Evergreen and decorative olive trees

Olive trees are evergreen. They retain their leaves throughout the year; old leaves fall off only when new ones emerge. Olive groves have a very beautiful shape and colour – the leaves of the olive tree are leathery and greyish and the trunks of old trees are highly decorative. With the proper care, olive trees can bear fruit for up to 500 years. Olive trees are very adaptable and flexible. It is estimated that the world’s oldest olive trees are between 2000 and 3000 years old. Hacienda el Lince also has some very old trees, but the majority of them are still quite young – around only a couple of hundred years old.

A healthy miracle food

The size, colour and taste of the stone fruit of olive trees depend on the species of tree. Green olives are harvested at full size but before they are fully ripe; black olives, on the other hand, are allowed to ripen on the trees and turn from green to black. Olives take an average of 6-8 months to ripen on the trees. Due to their bitter taste, olives cannot be eaten straight after harvesting and have to be preserved. However, around 90% of harvested olives are used for producing oil.

The oil content of olives is 20-30%. Olive oil is an ideal source of omega-3, -6 and -9 fatty acids and also contains vitamins A, D, E and K and plenty of macronutrients.

Its benefits have been known since ancient times: Hippocrates (460-377 BC) had his patients ingest olive oil or apply it to their skin. Before the invention of soap, olive oil was also used as a cleaning agent – it was a symbol of purity and divinity.

Olive oil hand-made the traditional way

Olive groves take up most of the land at Hacienda el Lince. The climate and soil of the Montes de Málaga mountains are well suited to their olive trees, which are getting on for several hundred years old and produce a yearly harvest of around 30 tonnes. 
Picual, Hojiblanca, Manzanilla and Verdial are the main kinds of olives grown here.

The hacienda’s olive oil is produced in the traditional way: the olives are harvested by hand and immediately taken to an olive mill, where the most beneficial oil is produced during the first round of cold pressing. As olives start to lose their useful substances due to drying straight after harvesting, the speed of delivering the harvest to the mill is extremely important for the quality of the oil. In this regard, small oil producers have an advantage over large producers in making high-quality oil: they can deliver smaller quantities of olives to the mill more quickly and flexibly, as well as monitor and ensure the quality of their handmade oil.

The greatest enemies of finished olive oil are air, light and warmth. In order to maintain the quality of Hacienda el Lince’s olive oil, it is placed in dark glass bottles with airtight caps that prevent the oxidation of the oil. At home, it is useful to keep olive oil in a cool, dark place at all times in order to maintain its quality.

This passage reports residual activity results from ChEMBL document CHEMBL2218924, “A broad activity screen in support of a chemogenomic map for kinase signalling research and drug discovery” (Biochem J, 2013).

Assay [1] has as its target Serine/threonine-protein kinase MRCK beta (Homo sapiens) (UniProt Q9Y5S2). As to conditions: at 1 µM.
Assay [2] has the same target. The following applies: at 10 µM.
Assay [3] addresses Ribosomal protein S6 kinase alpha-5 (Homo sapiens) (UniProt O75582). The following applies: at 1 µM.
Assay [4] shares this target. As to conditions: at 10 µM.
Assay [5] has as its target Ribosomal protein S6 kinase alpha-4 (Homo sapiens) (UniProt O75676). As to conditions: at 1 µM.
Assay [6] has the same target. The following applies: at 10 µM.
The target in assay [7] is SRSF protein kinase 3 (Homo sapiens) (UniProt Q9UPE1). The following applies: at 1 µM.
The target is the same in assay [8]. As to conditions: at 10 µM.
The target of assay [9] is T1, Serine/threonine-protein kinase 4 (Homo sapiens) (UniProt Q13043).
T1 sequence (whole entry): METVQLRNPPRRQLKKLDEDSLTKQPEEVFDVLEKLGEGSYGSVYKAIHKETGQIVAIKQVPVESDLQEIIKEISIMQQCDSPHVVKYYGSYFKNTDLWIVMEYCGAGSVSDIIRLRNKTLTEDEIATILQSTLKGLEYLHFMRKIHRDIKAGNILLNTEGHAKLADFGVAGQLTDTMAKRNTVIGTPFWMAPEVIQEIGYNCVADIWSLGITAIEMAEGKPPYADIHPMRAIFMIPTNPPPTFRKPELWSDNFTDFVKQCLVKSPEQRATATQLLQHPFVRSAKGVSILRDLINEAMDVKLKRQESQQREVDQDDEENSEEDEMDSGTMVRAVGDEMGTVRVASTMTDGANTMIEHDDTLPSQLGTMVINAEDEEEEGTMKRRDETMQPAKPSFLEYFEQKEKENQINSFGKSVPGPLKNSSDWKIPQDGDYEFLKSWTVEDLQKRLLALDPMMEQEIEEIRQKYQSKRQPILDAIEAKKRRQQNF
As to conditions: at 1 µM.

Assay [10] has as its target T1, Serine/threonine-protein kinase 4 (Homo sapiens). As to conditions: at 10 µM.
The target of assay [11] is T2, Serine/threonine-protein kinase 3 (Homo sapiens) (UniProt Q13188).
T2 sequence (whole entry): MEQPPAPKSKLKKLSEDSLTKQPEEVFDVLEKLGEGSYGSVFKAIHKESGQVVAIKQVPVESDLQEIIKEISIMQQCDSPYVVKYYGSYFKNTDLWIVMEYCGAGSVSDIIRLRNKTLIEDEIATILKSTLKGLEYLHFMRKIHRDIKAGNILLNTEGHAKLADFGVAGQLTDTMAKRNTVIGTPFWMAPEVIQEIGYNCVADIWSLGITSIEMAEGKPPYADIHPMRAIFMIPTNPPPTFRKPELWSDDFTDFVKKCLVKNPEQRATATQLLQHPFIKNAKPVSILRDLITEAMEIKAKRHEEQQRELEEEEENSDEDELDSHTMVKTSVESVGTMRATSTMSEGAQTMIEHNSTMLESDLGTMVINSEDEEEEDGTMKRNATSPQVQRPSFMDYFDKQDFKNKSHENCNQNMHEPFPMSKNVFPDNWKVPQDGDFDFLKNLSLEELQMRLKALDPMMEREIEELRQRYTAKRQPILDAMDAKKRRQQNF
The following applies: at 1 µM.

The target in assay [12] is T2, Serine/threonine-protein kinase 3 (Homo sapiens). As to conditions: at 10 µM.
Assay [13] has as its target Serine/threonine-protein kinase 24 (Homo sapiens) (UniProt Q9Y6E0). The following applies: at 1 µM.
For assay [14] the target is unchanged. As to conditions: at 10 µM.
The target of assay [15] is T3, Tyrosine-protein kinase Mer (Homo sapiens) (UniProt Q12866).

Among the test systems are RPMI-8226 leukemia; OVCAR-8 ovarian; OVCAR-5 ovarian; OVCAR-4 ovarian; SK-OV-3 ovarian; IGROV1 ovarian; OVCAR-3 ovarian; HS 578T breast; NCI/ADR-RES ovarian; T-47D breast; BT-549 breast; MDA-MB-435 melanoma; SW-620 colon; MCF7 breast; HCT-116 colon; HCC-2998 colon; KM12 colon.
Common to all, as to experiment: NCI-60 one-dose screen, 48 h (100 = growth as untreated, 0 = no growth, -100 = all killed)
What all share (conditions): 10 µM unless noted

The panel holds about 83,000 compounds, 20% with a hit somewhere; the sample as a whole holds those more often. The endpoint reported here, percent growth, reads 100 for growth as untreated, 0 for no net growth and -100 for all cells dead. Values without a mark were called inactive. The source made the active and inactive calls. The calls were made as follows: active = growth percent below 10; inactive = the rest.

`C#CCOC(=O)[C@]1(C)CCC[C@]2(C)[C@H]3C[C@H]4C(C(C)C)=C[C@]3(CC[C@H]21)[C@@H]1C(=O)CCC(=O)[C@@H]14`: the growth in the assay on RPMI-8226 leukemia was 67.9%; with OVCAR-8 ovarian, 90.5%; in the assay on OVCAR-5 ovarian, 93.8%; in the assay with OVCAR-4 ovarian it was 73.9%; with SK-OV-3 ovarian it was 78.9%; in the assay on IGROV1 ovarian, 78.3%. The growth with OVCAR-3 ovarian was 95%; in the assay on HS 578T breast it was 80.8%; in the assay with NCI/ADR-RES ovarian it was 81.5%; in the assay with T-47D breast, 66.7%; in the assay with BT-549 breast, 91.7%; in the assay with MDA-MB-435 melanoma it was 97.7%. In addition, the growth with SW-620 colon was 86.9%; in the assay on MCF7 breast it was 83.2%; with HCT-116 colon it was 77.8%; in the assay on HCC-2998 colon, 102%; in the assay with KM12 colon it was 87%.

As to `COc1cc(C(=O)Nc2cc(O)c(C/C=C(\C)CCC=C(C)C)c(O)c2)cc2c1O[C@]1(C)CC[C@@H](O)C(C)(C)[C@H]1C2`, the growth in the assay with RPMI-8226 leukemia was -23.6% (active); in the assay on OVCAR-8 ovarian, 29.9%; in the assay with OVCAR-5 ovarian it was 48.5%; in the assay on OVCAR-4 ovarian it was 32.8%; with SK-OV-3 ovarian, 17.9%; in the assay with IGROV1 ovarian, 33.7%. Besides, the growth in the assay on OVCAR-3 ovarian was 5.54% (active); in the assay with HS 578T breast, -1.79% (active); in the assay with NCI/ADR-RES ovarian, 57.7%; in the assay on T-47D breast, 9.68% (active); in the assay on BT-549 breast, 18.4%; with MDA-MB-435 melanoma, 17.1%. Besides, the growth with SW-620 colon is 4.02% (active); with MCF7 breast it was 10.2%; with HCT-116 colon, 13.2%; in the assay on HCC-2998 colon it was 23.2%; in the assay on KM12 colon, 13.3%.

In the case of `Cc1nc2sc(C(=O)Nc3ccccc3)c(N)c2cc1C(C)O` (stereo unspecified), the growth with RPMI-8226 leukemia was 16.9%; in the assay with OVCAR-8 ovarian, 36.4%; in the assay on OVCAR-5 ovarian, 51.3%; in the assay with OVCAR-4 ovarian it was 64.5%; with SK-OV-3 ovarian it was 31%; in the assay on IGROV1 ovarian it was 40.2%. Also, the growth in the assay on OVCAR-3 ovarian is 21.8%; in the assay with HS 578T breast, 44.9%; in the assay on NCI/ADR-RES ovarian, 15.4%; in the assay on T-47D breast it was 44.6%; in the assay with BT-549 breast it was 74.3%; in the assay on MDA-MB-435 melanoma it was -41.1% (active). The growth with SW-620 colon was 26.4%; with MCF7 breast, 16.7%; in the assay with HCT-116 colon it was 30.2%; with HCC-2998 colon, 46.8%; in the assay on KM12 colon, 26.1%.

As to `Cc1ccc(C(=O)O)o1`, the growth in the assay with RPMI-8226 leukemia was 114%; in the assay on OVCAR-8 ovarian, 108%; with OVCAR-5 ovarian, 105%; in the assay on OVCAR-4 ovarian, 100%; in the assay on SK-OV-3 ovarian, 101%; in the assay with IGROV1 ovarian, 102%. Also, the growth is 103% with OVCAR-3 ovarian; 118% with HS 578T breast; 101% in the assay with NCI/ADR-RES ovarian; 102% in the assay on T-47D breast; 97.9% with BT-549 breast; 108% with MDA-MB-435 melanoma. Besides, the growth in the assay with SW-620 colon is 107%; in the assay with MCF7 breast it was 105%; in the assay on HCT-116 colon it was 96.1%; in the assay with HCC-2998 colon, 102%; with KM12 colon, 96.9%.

Olive harvesting needs precise timing

Olive harvesting has to take place at the exact time the olives reach full size and their green colour starts turning slightly darker. The olives will still be quite firmly attached to the tree at this point and will not fall off if you merely shake it. At this juncture, the content of valuable substances is highest in the olives and the oil produced from them is the healthiest and tastiest. These olives will not yield as much oil as they would if they were fully ripe and dark in colour, but the content of useful substances is several times higher before their full ripening. As such, we prefer to produce smaller quantities of oil of higher quality at Hacienda el Lince.

Traditional methods

To harvest the olives, the trees are shaken with a strong vibrating device while hitting the olives with special olive sticks and collecting the fruit from the lower branches by hand using rakes. During the best harvesting period the olives are still firmly attached to the tree, so harvesting them is rather difficult and time-consuming work. 

Young and old alike can take part

The olives harvested from the trees are collected in large nets that are spread under the trees. Leaves and pieces of branch are removed from the nets and the olives are carefully poured into boxes, in which they are then taken to the mill. 

Oil produced in 2023

In 2023, we harvested approximately 10 tonnes of olives at Hacienda el Lince and produced 1800 litres of olive oil in the first round of cold pressing. The olive-green label reflects what is in the bottle – the oil from 2023 is greenish, fresh and with a spicy taste. Our 2023 oil was made from different kinds of olives. Its main flavour comes from Picual and Hojiblanca olives, but Manzanilla and Verdial olives were also used. The oil comes in 500 ml glass bottles. In Tallinn, you can buy our olive oil:

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